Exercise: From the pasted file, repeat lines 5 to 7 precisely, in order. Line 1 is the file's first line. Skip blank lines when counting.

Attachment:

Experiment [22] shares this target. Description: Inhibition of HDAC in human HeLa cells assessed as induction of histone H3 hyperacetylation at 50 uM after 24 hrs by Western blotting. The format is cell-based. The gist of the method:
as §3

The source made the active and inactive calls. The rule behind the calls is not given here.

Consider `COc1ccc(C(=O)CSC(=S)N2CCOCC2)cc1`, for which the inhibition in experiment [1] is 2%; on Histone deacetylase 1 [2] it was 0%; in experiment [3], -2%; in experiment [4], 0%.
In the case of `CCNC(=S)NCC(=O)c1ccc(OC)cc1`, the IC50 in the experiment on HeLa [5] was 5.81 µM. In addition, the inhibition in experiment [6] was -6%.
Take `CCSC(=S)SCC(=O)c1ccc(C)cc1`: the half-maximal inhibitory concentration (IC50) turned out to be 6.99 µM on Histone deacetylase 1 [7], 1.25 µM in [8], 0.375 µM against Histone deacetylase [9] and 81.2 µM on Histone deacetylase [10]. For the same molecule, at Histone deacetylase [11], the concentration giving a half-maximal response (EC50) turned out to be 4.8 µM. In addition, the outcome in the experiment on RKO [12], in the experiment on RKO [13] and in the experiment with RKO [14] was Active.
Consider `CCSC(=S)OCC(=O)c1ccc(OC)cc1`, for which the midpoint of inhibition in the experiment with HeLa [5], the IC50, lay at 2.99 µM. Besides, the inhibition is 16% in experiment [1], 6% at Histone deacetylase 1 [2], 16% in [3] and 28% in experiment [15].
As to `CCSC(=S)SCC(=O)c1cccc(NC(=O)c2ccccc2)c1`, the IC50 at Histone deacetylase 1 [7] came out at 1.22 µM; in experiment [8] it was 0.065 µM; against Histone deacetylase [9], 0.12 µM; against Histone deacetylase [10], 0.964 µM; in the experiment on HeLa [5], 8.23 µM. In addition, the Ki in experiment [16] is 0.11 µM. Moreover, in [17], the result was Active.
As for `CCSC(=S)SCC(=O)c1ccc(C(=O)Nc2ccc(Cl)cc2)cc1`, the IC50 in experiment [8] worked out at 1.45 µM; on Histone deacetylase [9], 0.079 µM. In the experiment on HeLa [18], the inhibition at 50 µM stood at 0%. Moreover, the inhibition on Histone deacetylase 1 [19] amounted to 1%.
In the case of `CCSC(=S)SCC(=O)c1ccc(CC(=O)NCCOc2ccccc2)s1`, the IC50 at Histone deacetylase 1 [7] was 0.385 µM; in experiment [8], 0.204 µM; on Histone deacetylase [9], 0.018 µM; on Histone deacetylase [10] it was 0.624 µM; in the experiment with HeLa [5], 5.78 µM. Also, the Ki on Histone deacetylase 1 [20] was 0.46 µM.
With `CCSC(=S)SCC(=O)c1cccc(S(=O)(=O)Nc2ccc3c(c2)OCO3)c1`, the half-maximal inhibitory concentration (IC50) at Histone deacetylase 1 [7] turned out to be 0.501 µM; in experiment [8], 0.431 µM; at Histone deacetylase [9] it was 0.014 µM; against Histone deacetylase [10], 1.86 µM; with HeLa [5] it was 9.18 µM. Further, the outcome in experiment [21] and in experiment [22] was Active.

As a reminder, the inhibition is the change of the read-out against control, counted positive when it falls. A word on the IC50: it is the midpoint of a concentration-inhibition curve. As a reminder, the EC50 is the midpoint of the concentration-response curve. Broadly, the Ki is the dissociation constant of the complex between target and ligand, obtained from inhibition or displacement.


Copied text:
In the case of `CCNC(=S)NCC(=O)c1ccc(OC)cc1`, the IC50 in the experiment on HeLa [5] was 5.81 µM. In addition, the inhibition in experiment [6] was -6%.
Take `CCSC(=S)SCC(=O)c1ccc(C)cc1`: the half-maximal inhibitory concentration (IC50) turned out to be 6.99 µM on Histone deacetylase 1 [7], 1.25 µM in [8], 0.375 µM against Histone deacetylase [9] and 81.2 µM on Histone deacetylase [10]. For the same molecule, at Histone deacetylase [11], the concentration giving a half-maximal response (EC50) turned out to be 4.8 µM. In addition, the outcome in the experiment on RKO [12], in the experiment on RKO [13] and in the experiment with RKO [14] was Active.
Consider `CCSC(=S)OCC(=O)c1ccc(OC)cc1`, for which the midpoint of inhibition in the experiment with HeLa [5], the IC50, lay at 2.99 µM. Besides, the inhibition is 16% in experiment [1], 6% at Histone deacetylase 1 [2], 16% in [3] and 28% in experiment [15].